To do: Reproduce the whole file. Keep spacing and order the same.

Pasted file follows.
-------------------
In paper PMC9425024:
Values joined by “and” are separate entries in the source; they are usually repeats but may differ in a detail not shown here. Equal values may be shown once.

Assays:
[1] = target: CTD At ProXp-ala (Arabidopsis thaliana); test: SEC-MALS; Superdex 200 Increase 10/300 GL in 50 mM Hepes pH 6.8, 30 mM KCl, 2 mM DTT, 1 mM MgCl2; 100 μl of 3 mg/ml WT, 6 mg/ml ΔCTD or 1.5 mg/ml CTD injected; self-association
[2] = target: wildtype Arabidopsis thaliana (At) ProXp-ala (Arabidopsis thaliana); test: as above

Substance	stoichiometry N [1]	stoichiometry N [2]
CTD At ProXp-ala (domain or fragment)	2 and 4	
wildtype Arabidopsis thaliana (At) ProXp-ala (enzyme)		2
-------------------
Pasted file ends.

In paper PMC9425024:
Values joined by “and” are separate entries in the source; they are usually repeats but may differ in a detail not shown here. Equal values may be shown once.

Assays:
[1] = target: CTD At ProXp-ala (Arabidopsis thaliana); test: SEC-MALS; Superdex 200 Increase 10/300 GL in 50 mM Hepes pH 6.8, 30 mM KCl, 2 mM DTT, 1 mM MgCl2; 100 μl of 3 mg/ml WT, 6 mg/ml ΔCTD or 1.5 mg/ml CTD injected; self-association
[2] = target: wildtype Arabidopsis thaliana (At) ProXp-ala (Arabidopsis thaliana); test: as above

Substance	stoichiometry N [1]	stoichiometry N [2]
CTD At ProXp-ala (domain or fragment)	2 and 4	
wildtype Arabidopsis thaliana (At) ProXp-ala (enzyme)		2